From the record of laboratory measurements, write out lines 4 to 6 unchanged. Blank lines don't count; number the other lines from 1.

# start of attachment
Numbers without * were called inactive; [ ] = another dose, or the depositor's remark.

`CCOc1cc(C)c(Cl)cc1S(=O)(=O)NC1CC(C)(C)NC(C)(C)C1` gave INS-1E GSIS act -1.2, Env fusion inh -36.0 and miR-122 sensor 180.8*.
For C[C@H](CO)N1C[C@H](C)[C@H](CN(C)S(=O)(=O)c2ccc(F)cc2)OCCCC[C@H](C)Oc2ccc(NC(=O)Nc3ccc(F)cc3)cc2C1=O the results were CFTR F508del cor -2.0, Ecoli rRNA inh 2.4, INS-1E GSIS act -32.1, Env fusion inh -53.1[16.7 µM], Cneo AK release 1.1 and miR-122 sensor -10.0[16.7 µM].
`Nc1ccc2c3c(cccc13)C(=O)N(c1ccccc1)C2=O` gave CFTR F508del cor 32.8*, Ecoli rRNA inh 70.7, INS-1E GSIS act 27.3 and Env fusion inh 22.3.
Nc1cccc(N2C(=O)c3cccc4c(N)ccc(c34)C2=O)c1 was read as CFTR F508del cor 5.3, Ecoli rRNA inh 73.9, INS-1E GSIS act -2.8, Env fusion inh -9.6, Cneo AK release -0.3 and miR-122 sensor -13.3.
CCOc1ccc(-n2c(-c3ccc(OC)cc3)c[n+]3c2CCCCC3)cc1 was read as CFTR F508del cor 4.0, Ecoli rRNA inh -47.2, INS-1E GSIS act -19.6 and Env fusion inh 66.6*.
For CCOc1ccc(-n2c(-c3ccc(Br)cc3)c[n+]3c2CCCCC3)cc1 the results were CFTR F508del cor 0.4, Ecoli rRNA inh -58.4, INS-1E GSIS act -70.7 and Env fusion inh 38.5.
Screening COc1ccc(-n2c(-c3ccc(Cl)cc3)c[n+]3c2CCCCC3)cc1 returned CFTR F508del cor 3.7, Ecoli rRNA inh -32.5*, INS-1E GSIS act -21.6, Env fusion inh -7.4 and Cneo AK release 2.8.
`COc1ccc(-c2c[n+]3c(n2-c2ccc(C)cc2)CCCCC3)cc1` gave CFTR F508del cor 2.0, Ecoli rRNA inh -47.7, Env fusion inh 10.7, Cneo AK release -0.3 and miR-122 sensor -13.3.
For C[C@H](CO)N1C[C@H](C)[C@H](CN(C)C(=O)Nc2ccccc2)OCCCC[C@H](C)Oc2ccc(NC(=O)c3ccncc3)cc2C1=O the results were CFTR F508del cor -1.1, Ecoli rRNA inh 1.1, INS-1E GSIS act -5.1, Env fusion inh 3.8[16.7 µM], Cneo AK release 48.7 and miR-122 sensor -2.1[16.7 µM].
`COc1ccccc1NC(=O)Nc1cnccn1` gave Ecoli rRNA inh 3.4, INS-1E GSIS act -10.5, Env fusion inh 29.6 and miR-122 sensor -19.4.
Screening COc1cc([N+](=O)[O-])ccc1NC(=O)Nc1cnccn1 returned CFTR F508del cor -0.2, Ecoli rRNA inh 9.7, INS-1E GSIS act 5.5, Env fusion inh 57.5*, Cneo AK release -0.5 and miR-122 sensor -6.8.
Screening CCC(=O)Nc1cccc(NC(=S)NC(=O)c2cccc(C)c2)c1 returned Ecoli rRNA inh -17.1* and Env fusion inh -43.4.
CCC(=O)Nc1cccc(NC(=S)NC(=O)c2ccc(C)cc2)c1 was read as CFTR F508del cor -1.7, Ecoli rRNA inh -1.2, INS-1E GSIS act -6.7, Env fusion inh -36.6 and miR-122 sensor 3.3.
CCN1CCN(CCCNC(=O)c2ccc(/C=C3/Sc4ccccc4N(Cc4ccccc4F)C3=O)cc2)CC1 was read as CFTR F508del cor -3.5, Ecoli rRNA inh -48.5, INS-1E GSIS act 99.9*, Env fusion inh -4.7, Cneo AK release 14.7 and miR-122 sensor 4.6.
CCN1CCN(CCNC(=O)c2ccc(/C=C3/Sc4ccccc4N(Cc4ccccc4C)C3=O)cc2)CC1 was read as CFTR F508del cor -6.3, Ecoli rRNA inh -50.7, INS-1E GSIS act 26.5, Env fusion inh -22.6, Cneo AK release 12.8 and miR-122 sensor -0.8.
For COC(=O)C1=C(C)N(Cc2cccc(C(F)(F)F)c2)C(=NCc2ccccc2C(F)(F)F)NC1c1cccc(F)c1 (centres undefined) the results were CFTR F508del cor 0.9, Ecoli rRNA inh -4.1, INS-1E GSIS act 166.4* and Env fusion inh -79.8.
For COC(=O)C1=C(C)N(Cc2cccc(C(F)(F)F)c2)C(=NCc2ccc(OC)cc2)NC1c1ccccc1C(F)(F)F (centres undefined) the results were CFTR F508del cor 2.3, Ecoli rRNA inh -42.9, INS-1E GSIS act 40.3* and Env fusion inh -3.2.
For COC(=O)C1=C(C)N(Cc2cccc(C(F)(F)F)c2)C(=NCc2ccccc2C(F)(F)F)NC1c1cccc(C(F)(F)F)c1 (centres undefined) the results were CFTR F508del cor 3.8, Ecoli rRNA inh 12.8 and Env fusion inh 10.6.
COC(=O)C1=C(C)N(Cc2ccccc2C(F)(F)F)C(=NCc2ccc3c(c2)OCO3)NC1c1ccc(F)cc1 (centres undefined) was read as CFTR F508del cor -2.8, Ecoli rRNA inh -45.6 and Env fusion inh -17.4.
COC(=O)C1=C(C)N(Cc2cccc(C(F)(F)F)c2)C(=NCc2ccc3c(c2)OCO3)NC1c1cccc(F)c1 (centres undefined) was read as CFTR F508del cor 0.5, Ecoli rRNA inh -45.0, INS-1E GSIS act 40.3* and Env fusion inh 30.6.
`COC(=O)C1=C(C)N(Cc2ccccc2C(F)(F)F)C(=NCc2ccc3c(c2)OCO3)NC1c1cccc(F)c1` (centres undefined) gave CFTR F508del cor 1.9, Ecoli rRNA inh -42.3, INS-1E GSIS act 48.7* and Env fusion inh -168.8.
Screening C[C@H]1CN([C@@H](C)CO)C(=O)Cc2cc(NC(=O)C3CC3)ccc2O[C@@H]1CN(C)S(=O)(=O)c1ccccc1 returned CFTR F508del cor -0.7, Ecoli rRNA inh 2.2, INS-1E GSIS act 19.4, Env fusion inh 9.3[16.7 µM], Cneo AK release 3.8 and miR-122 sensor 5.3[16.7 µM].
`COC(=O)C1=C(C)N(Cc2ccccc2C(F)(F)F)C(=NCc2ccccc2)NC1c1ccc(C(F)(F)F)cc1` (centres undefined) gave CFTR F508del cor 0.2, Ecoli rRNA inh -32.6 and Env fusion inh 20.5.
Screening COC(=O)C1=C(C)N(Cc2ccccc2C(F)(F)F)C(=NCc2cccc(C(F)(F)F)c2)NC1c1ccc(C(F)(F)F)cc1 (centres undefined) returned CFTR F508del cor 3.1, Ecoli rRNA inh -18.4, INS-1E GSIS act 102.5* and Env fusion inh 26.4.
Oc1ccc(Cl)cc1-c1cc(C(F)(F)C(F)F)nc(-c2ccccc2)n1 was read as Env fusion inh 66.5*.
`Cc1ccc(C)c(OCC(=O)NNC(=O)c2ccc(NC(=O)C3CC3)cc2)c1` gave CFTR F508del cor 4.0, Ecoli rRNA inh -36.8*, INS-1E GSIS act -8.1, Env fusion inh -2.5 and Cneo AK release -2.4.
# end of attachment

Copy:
`Nc1ccc2c3c(cccc13)C(=O)N(c1ccccc1)C2=O` gave CFTR F508del cor 32.8*, Ecoli rRNA inh 70.7, INS-1E GSIS act 27.3 and Env fusion inh 22.3.
Nc1cccc(N2C(=O)c3cccc4c(N)ccc(c34)C2=O)c1 was read as CFTR F508del cor 5.3, Ecoli rRNA inh 73.9, INS-1E GSIS act -2.8, Env fusion inh -9.6, Cneo AK release -0.3 and miR-122 sensor -13.3.
CCOc1ccc(-n2c(-c3ccc(OC)cc3)c[n+]3c2CCCCC3)cc1 was read as CFTR F508del cor 4.0, Ecoli rRNA inh -47.2, INS-1E GSIS act -19.6 and Env fusion inh 66.6*.